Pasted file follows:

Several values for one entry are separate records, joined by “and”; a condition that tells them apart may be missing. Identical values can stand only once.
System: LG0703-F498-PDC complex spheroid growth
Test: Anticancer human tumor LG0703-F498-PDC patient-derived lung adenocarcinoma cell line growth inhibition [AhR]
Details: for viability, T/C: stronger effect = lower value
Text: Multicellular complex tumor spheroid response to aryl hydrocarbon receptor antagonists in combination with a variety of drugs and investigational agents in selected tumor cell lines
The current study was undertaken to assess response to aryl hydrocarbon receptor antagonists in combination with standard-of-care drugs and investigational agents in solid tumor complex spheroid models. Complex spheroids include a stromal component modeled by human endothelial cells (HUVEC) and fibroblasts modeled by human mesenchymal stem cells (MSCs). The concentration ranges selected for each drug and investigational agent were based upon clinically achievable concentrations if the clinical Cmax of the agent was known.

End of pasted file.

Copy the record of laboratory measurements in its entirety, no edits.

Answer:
Several values for one entry are separate records, joined by “and”; a condition that tells them apart may be missing. Identical values can stand only once.
System: LG0703-F498-PDC complex spheroid growth
Test: Anticancer human tumor LG0703-F498-PDC patient-derived lung adenocarcinoma cell line growth inhibition [AhR]
Details: for viability, T/C: stronger effect = lower value
Text: Multicellular complex tumor spheroid response to aryl hydrocarbon receptor antagonists in combination with a variety of drugs and investigational agents in selected tumor cell lines
The current study was undertaken to assess response to aryl hydrocarbon receptor antagonists in combination with standard-of-care drugs and investigational agents in solid tumor complex spheroid models. Complex spheroids include a stromal component modeled by human endothelial cells (HUVEC) and fibroblasts modeled by human mesenchymal stem cells (MSCs). The concentration ranges selected for each drug and investigational agent were based upon clinically achievable concentrations if the clinical Cmax of the agent was known.